This quote was enough to make some Republican senators – specifically Marsha Blackburn (Tennessee), Rick Scott (Florida), Kevin Cramer (North Dakota), Thom Tillis (North Carolina), and Martha McSally (Arizona) – foam at the mouth. Hence an angry letter to Netflix Chief Content Officer Ted Sarandos was written to demand that the CCO explain how Netflix could possibly produce a series adaptation of the international Hugo award winning bestseller. “Does Netflix agree that the Chinese Communist Party’s interment of 1.8 to 3 million Uyghurs in internment or labor camps based on their ethnicity is unacceptable?” the letter asks. I don’t know. Why don’t you ask Netflix if they think the thousands of children held at the US-Mexico border under appalling conditions by the US Republican Party is unacceptable?
Fortunately, I’m not the CCO of Netflix, who responded by saying “We do not agree with his comments, which are entirely unrelated to his book or this Netflix show.”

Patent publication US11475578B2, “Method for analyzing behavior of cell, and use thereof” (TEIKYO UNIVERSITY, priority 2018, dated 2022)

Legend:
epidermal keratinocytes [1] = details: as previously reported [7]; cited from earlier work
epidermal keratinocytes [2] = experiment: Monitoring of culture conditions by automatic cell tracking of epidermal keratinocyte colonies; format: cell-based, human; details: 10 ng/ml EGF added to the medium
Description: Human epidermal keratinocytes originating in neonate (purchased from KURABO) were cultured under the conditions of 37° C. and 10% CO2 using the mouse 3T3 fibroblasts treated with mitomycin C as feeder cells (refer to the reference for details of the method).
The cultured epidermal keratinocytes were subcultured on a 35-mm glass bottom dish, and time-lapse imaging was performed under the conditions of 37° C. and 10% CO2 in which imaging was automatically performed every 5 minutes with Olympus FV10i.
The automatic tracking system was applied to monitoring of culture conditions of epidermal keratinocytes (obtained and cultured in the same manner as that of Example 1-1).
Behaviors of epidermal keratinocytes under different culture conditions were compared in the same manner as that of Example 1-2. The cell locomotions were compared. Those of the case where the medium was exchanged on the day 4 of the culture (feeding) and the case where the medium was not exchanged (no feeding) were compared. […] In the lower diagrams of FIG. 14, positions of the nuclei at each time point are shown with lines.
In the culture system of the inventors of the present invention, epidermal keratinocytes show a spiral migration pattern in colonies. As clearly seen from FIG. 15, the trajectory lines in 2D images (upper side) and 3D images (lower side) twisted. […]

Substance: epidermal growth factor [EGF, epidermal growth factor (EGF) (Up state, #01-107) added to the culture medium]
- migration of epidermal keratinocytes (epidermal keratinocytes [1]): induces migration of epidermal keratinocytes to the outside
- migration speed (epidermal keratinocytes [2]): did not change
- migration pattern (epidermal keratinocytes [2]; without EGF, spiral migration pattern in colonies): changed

The thing is, Liu’s comments aren’t entirely unrelated to his book. It’s hard to understate Liu’s notoriety in China. The New Yorker interview was conducted while Liu was in Washington D.C. to receive the Arthur C. Clarke Foundation’s Award for Imagination in Service to Society, which could not have been more fitting as Liu is very much China’s Arthur C. Clarke. Liu has received countless honors both in China and abroad, and his international reputation is a source of pride for the Chinese government. He is credited with bringing science fiction into the mainstream in China, with his novella The Wondering Earth adapted into China’s first science fiction blockbuster, becoming the third highest grossing Chinese film in history. In the western world, Clarke was one of the writers that brought science fiction into the mainstream. He was a scientist, inventor, and television host. His most well known books include 2001: A Space Odyssey, and Rendezvous with Rama. The latter contains this gem:
Some women, Commander Norton had decided long ago, should not be allowed aboard ship; weightlessness did things to their breasts that were too damn distracting. It was bad enough when they were motionless; but when they started to move, and sympathetic vibrations set in, it was more than any warm-blooded male should be asked to take. He was quite sure that at least one serious space accident had been caused by acute crew distraction, after the transit of a well-upholstered lady officer through the control cabin.